The NTSB report states: “A review of the flight crew’s previous 175 flights revealed that the pilots had performed complete preflight control checks on only two of them. The flight crew’s habitual noncompliance with checklists was a contributing factor to the accident.” Sadly, seven lives were lost because basic checklist procedures were not followed.
There are several ASRS reports from pilots who have lived through off-airport landings due to engine failure. Many of these emergency situations are due to engine failure from fuel starvation. In many of those cases, water contamination was the culprit. In this ASRS report, a man describes his lackadaisical preflight habits after his Grumman Tiger engine quits due to water in the fuel tanks:
“Although I did not discover the water prior to takeoff, I have learned a valuable lesson. I feel that I had gotten complacent in my approach to the pre-flight in that I never found condensed water in my tanks before due to keeping them full at all times.” He admits to failing to sump the fuel carefully to check for water.
In the early days of flight training, it might not be apparently obvious why a student’s flight instructor emphasizes the importance of getting a current altimeter setting. If the flight is conducted in VFR, the altimeter can be off by 100 feet and it might not matter much. It’s not until a pilot flies an approach to minimums that he realizes the value of setting the altimeter correctly. Being 100 feet lower than you intend when you’re descending on an approach can mean crashing into the runway or just short of it.
Knowing how an altimeter works and accounting for altimeter error will only keep you out of trouble if you set it correctly. We’ve all heard stories of pilots being to low or too high during an approach into IMC. This compilation of NASA ASRS reports tells how altimeter errors can lead to altitude deviations, traffic separation violations and landing accidents.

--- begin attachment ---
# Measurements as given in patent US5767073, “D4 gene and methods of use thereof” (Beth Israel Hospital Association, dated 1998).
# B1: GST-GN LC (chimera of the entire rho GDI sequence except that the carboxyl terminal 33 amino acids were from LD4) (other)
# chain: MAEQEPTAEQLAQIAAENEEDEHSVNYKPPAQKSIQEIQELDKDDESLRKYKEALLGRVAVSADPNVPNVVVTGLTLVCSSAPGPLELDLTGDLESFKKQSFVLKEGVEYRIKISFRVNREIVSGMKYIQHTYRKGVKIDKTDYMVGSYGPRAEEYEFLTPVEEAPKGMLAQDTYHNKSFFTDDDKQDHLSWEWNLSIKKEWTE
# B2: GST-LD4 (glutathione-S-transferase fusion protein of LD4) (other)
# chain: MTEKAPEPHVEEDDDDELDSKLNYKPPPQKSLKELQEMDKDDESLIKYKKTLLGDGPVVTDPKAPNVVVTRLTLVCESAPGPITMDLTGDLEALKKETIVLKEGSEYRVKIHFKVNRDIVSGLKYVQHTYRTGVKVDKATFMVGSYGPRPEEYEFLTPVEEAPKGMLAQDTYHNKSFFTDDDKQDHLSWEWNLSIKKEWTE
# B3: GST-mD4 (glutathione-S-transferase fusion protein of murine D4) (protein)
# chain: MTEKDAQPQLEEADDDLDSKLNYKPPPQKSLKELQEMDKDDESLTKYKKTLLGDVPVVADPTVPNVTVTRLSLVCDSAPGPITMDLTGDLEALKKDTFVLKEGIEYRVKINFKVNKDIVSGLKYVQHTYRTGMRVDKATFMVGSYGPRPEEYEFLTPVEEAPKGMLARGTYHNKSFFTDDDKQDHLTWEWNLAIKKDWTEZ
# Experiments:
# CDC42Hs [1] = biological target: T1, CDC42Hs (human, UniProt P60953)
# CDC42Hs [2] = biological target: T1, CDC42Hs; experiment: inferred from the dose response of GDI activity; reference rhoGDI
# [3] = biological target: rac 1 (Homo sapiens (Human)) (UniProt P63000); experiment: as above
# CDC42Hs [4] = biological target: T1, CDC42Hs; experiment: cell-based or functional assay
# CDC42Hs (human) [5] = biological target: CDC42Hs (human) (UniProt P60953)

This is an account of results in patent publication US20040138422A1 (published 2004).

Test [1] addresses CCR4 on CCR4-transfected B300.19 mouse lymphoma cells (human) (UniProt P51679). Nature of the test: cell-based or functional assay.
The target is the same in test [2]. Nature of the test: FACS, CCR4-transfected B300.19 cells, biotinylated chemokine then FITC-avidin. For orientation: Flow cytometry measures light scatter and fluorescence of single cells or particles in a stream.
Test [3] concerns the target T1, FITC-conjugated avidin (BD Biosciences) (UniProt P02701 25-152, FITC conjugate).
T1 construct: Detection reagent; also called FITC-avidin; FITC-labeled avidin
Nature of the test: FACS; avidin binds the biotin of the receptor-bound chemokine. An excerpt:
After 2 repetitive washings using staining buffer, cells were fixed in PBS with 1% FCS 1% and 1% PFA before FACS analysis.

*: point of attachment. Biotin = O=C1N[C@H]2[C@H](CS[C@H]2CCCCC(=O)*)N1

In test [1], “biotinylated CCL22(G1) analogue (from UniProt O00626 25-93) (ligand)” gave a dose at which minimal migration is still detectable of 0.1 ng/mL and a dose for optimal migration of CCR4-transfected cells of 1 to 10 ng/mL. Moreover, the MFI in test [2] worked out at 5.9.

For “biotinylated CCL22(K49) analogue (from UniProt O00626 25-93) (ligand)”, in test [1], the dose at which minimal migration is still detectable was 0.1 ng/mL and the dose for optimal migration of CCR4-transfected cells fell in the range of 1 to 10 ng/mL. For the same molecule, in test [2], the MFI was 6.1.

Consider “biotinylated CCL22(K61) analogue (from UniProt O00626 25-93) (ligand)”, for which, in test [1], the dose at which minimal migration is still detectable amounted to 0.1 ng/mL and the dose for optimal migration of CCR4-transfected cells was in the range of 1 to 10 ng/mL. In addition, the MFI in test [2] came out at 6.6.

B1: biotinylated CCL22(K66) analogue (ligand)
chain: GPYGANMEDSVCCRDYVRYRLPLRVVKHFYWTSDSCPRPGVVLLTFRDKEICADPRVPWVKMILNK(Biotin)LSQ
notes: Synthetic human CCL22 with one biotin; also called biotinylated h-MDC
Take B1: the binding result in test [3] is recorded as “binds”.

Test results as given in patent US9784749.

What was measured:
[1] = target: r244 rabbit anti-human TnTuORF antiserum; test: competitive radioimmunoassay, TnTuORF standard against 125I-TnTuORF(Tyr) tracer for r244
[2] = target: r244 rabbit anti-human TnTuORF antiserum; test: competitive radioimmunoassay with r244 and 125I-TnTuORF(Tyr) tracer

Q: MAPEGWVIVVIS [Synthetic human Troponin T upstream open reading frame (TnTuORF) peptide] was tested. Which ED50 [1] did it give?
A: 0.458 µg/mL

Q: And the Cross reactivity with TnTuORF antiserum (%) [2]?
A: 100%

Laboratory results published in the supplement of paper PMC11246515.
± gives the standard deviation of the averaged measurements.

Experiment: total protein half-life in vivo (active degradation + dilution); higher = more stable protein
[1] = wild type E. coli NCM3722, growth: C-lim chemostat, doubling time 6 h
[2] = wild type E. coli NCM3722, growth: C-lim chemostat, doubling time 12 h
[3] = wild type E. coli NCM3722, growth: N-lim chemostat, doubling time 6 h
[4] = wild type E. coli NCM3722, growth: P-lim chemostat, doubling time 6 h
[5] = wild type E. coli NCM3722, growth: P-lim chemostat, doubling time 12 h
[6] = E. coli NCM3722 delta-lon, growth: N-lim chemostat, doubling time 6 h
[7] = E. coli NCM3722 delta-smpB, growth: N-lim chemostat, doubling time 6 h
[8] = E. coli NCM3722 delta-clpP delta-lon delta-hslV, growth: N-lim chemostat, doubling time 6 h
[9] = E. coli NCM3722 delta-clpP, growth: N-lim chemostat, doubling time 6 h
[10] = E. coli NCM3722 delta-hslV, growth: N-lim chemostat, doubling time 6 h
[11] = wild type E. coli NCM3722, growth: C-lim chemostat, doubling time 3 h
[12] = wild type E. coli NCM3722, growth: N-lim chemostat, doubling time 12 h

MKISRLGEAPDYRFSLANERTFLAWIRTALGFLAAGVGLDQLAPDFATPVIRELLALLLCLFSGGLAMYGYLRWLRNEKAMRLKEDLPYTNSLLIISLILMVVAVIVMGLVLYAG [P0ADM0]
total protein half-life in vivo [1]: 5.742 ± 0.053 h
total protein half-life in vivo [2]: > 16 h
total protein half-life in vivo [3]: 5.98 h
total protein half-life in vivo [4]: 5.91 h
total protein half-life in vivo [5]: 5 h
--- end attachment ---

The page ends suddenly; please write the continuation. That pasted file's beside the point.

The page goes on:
The NASA report states, for example, that, “A helicopter accident resulting in four fatalities was attributed at least in part to an incorrectly set altimeter during a period of known low barometric pressure. The report from the Canadian Aviation Safety Board states: ‘The helicopter was being used to transport personnel to work sites across a large frozen lake. An approaching low pressure area with snow and high winds...reduced visibility to near zero in some areas. The pilot most certainly encountered adverse conditions and altered course to circumvent the worst areas. The aircraft was later found...wreckage was widely scattered. The altimeter showed a setting on impact of 30.05; the correct setting would be about 29.22, causing the altimeter to read about 800-850 feet high. The altimeter had obviously been set two days previously [apparently during a time of high barometric pressure-Ed.].’”
Incorrect altimeter settings can be fatal. Checklist procedures should always include getting the current altimeter setting occasionally during flight and always before landing.